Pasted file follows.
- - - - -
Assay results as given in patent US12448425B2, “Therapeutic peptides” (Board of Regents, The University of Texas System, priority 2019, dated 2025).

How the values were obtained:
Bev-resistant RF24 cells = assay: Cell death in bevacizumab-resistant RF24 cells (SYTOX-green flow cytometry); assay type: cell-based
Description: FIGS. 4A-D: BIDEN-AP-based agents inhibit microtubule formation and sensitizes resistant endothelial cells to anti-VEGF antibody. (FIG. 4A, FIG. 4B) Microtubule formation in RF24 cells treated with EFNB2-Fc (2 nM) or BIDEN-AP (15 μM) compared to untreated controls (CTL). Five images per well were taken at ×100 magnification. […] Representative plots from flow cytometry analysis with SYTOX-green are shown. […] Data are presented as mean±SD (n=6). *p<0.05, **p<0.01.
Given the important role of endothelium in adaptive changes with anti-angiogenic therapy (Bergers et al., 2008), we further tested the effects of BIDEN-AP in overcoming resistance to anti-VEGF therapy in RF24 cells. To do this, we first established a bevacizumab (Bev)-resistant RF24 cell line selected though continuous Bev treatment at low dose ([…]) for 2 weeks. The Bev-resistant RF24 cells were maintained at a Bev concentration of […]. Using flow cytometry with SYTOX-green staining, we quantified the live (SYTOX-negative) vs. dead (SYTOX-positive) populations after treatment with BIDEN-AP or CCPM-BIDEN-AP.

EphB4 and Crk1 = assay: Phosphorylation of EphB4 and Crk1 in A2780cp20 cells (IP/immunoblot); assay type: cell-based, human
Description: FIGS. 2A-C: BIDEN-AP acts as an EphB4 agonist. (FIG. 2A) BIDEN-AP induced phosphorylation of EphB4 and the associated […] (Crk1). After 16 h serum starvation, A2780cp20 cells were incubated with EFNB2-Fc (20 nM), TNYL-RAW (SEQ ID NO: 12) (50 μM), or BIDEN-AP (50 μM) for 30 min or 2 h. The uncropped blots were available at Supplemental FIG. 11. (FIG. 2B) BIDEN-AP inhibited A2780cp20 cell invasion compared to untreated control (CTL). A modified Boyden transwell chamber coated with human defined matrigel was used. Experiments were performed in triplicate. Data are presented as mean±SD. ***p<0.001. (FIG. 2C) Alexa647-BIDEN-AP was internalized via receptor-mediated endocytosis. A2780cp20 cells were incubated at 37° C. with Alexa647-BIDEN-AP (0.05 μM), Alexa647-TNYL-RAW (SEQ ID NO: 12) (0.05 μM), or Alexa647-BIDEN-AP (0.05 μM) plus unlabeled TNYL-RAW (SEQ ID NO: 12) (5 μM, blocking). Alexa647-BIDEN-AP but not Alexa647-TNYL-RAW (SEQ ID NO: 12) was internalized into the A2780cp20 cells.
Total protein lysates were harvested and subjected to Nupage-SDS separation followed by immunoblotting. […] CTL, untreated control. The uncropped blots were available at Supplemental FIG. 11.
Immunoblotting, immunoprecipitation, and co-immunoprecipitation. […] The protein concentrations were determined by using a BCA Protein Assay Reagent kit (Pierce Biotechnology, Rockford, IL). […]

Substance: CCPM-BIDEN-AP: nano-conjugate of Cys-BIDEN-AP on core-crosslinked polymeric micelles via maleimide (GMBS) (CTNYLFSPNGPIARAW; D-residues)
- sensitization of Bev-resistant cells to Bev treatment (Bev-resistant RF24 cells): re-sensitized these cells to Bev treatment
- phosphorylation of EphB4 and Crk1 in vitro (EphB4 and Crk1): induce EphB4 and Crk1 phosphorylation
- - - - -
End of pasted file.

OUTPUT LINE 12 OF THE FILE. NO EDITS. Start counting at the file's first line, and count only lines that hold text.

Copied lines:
- phosphorylation of EphB4 and Crk1 in vitro (EphB4 and Crk1): induce EphB4 and Crk1 phosphorylation